“I Have Epilepsy — And This Is How It Feels When I Have A Seizure”


Karomaza |

By Kelsey Jones

“The feeling of trying to get somewhere safe, not in front of lots of people — and having no control to stop it — is horrible…”

How I know a seizure is coming…

I’ve suffered from Juvenile Myoclonic Epilepsy for the past seven years, and one of the warning signs of an impending seizure with this type of epilepsy is twitches.

My twitches can range from a jerk in my fingers, a stutter, a guttural noise in my throat, to an upper body convulsion. These are my warning signs that a grand mal seizure is imminent. For me, these warning signs are terrifying! Sometimes, when I have a small twitch, I’m able to take more medication, lie down and am alright. However, if my twitch is more severe, the feeling of trying to get somewhere safe, somewhere private, somewhere not in front of lots of people — and having no control to stop a grand mal seizure, is horrible. Often my twitches occur when I’m stressed, or sleep deprived, which can be during exams or lectures and often leaves me feeling that I’m unable to control such situations.

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The agonising waiting game

The feeling of not knowing whether it’s going to happen is difficult. After having twitches and taking more medication, it’s merely a waiting game to see if, or when, a grand mal seizure will occur. I’m thankful that I do have an early warning system and am able to try my best to get to the safest place possible.

Exactly how it feels to have a seizure

During a grand mal seizure, I am unaware as to what’s going on and have no recollection of the actual seizure afterwards. But I can feel the after-effects on my body: my muscles ache due to the spasms; depending on where the seizure has occurred, I can have bruises or cuts from falling onto something if someone isn’t quick enough to catch me; and I usually bite or cut my tongue from clenching my jaw.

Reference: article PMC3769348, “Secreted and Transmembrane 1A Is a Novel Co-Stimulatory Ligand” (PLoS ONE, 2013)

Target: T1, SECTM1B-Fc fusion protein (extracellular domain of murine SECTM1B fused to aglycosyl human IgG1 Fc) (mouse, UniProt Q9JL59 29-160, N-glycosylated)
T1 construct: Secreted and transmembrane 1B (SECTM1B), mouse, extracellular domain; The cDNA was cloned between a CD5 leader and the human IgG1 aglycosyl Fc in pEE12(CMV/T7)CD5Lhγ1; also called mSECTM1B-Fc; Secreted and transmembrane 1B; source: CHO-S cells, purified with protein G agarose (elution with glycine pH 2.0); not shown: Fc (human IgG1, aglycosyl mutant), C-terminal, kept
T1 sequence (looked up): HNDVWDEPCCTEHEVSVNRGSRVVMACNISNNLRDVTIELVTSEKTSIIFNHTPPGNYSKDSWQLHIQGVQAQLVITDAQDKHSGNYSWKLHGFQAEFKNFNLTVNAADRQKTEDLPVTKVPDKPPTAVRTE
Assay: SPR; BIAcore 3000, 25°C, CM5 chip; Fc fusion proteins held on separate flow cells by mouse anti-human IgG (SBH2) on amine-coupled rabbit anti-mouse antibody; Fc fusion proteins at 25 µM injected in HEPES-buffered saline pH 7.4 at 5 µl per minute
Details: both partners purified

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Immediately after my grand mal seizure, I have a severe headache and have to lie down, let my muscles relax and sleep for an hour or so. My worst feeling is waking up and realising that I’ve had a seizure, trying to recollect where it occurred, and whether I’ve embarrassed myself. Having a seizure in public makes me sad because I know it isn’t a pleasant thing for others to watch. All of my friends are incredibly supportive and know exactly what to do when one occurs, but I know it’s a horrible thing for them to see, so waking up knowing they have seen it is very upsetting for me.

All in all, though, the support I receive helps with the feelings of frustration and sadness, and knowing that through medication and lifestyle I can control my epilepsy to a certain degree.

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Watch ON: Epilepsy Health Real Women